Barcelona, Spain
Barcelona, the capital of Catalonia, is said to have been founded by the Phoenicians, and was once the rival of the powerful states of Venice and Genoa for control of the Mediterranean trade. Today, it is Spain’s second largest city and has long rivaled, even surpassed Madrid in industry and commerce. The medieval atmosphere of the Gothic Quarter and the elegant boulevards combine to make the city one of Europe’s most beautiful. Barcelona’s active cultural life and heritage brought forth such greats as the architect Antonio Gaudi, the painter Joan Miro, and Pablo Picasso, who spent his formative years here. Other famous native Catalan artists include cellist Pau Casals, surrealist Salvador Dali, and opera singers Montserrat Caballe and Josep Carreras. Barcelona accomplished a long-cherished goal with the opportunity to host the Olympics in 1992. This big event prompted a massive building program and created a focal point of the world’s attention.

Civitavecchia (Rome), Italy
Originally built by Emperor Trajan who had a villa here, Civitavecchia has flourished as a major port for Rome since the 13th century. Today it is an important ferry terminal and for many travelers the gateway to the Eternal City, Rome. The Renaissance fortifications that surround the harbor area were begun by Bramante and completed by Michelangelo in 1535.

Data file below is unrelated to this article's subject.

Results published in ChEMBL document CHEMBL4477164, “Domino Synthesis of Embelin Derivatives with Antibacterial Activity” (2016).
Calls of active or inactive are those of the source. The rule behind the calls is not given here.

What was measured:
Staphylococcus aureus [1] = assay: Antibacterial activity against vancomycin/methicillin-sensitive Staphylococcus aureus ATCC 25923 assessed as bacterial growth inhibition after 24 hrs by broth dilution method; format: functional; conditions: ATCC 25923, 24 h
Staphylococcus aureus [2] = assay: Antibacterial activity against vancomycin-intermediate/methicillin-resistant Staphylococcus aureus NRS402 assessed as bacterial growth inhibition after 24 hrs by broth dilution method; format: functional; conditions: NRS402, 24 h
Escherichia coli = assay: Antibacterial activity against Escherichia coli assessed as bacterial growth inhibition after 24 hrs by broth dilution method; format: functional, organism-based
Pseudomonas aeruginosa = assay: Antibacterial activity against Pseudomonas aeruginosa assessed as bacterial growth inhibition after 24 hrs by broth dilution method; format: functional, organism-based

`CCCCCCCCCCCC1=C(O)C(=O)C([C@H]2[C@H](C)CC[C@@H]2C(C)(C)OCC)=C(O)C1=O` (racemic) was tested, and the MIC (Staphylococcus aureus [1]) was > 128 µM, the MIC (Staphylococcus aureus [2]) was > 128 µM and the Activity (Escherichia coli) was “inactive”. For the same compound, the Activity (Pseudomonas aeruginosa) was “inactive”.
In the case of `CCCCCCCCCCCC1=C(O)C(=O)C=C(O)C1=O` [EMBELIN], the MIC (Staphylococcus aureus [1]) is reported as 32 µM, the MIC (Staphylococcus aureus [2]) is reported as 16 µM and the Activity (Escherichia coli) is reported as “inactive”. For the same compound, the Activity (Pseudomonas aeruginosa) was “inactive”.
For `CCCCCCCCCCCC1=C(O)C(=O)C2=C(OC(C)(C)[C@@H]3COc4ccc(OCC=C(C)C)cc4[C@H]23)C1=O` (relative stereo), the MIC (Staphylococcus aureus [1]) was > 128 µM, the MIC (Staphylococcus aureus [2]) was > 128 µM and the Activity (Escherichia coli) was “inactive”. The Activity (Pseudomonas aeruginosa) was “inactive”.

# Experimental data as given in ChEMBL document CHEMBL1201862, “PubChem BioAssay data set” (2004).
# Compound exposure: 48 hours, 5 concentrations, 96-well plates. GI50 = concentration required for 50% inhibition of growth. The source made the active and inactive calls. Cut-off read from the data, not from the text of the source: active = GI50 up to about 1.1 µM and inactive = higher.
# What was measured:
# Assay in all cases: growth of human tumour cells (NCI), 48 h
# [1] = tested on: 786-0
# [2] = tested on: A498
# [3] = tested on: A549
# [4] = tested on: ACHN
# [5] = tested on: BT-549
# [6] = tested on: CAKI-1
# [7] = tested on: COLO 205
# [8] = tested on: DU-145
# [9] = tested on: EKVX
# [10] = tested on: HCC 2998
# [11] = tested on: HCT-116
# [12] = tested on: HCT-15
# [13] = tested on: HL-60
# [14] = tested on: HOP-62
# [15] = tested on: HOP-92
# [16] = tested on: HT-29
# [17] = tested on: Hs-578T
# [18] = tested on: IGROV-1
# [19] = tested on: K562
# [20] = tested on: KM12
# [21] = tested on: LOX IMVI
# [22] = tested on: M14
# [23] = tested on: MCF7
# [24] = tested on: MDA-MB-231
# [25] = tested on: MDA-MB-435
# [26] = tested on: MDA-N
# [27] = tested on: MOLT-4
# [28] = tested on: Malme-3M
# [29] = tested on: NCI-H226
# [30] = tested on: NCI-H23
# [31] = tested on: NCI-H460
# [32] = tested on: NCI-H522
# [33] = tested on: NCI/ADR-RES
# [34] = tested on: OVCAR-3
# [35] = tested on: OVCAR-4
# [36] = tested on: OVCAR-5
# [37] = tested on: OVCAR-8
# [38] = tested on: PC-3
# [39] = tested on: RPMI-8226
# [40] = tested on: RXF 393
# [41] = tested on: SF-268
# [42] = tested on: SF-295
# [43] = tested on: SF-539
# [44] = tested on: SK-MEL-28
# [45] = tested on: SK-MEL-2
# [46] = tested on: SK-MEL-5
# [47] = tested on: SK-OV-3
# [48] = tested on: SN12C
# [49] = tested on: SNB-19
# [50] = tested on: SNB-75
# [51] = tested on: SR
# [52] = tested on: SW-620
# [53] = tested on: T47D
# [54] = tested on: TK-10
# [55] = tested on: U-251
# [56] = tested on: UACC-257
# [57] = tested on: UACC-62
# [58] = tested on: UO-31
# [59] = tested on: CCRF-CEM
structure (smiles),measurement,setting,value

Naples (Pompeii), Italy
There is saying among the Italians, “See Naples and Die,” meaning that this city’s splendor and magnificent vistas are so grand that life is not complete without visiting it. Whether you want to explore in the shadow of Mt. Vesuvius, experience the scenic wonders and hairpin curves of the Amalfi Drive, cruise across the bay to the fabled Isle of Capri, or shop for coral and cameos along Via Santa Lucia and in the Galleria Umberto, the passionate city of Naples has an attraction for every taste.

Kotor, Montenegro
One of the best preserved medieval towns of the Adriatic, Kotor is protected by UNESCO. Between 1420 and 1797, the area was under the rule of the Republic of Venice and the Venetian influence can be seen in its architecture. The Gulf of Kotor is sometimes called the southernmost fjord in Europe, although it is actually a submerged river canyon. The overhanging limestone cliffs of Orjen and Lovcen complete one of the Mediterranean’s most beautiful landscapes.

Vodice (Sibenik), Croatia